The Power of Sleep

by Maureen E. Hook, Ph.D.

April 11, 2014
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We all know how powerful and how energizing a good night’s sleep is through personal experience. However, now there are scientific reasons for making sure you get enough sleep. Researchers now believe that sleep performs a cleansing function for the brain. While you are asleep, the brain is busily flushing toxins, thus restoring itself. It works in this way. Through the study of sleeping mice, they have found that brain cells actually shrink while the cleaning process is underway to facilitate the process. It’s as if they shrink to allow more room for an invisible fluid to wash away the toxic substances that the brain collects during waking periods. What is more astounding is that one of the toxins that is flushed is linked to Alzheimer’s–the beta-amyloid protein, believed to be responsible for the formation of plaque, which coats brain cells and renders them impaired. This research was conducted at the University of Rochester under the direction of neurosurgeon Maiken Nedergaard.
Dr. Nedergaard has further learned that actually this fluid is part of what she and her team call the “glymphatic system.” It is a network in the body that cleanses and flushes waste from the brain. The fluid doing the cleaning is cerebrospinal fluid, which then carries the waste to the bloodstream, and then to its final destination–the liver. In the liver, the last stage of cleaning occurs. They have also discovered that this cleansing process occurs twice as rapidly in a sleeping rodent, as compared to one that is upright and active.
So now we realize why, without enough sleep, one feels disoriented, lethargic, and maybe even cranky. For rats, adequate sleep is not a luxury, but a necessity. Meeri Kim, the author of the article reviewing the study says, “Rats deprived of sleep die within weeks.” This is not true for all animal species. Elephants only require 3 hours of sleep per night, but cats sleep 12 or more hours per day. This variation among animals has puzzled scientists, but they now have an explanation for the variation. According to another neuroscientist, Suzana Herculano-Honzel, brain size may affect the amount of sleep required. Hence, larger animals like elephants require only 3 hours, humans 7-8 hours, cats 12+ hours, etc.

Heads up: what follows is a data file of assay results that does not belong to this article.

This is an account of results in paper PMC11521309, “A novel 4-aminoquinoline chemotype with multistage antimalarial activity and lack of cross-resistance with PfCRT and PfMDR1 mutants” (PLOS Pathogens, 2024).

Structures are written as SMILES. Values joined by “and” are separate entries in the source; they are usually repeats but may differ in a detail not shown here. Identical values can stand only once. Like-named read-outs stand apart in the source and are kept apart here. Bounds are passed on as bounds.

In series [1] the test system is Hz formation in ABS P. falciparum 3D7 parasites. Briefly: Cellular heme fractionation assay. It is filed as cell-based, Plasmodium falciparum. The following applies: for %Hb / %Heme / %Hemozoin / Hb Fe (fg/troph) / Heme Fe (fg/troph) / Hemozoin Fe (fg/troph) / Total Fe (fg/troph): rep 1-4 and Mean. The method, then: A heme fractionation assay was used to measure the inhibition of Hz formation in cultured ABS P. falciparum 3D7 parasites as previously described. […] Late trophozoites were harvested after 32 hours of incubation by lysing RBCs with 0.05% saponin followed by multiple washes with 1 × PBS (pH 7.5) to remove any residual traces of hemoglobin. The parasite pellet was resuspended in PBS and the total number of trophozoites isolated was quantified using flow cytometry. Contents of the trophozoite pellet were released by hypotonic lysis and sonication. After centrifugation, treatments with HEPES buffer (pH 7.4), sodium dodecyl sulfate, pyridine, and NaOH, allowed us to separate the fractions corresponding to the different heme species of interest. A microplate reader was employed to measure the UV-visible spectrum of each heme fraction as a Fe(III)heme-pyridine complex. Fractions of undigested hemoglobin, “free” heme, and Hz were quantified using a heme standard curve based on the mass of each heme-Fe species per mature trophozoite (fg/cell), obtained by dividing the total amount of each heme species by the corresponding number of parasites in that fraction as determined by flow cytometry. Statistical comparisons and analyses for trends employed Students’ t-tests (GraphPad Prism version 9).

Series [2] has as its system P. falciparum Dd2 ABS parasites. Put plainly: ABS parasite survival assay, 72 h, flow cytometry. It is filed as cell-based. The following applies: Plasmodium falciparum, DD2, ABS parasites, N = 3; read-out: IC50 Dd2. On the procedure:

Dr. Nedergaard sees implications in these findings for not only Alzheimer’s, but also for such diseases as Parkinson’s and chronic traumatic encephalopathy– all neurodegenerative disorders. Her team is currently working on an MRI test measuring the level/rate of glymphatic clearance. She feels that if an individual’s system does not perform this function naturally, that a drug could be developed to stimulate the process chemically. In the meantime, adequate sleep may be one way to forestall the onset of Alzheimer’s. What powerful information–and it’s all within our control!
ask kitkat logoPlanning for Pets in the Long Term?
Hook Law Center: Kit Kat, how do I plan for my pet after I am gone?
Kit Kat: Well, there are several things you can do. First of all, you could contact the ASPCA (212-876-7700 ext. 4505) to send you a Pet Planning Primer. That gives you some things to think about–designating some caretakers for your pet in case of an emergency, for example. This guide is also available online at aspca.org/petplanning. You can also contact an estate planning attorney like my dad, Andrew Hook, at the Hook Law Center. Estate planning attorneys are particularly useful, because they know tax laws really well, and can advise you on the best way to structure your money. In some cases, a pet trust might be recommended. In others, it may be sufficient to designate a trusted family member with instructions how you would like your pet cared for after you are gone.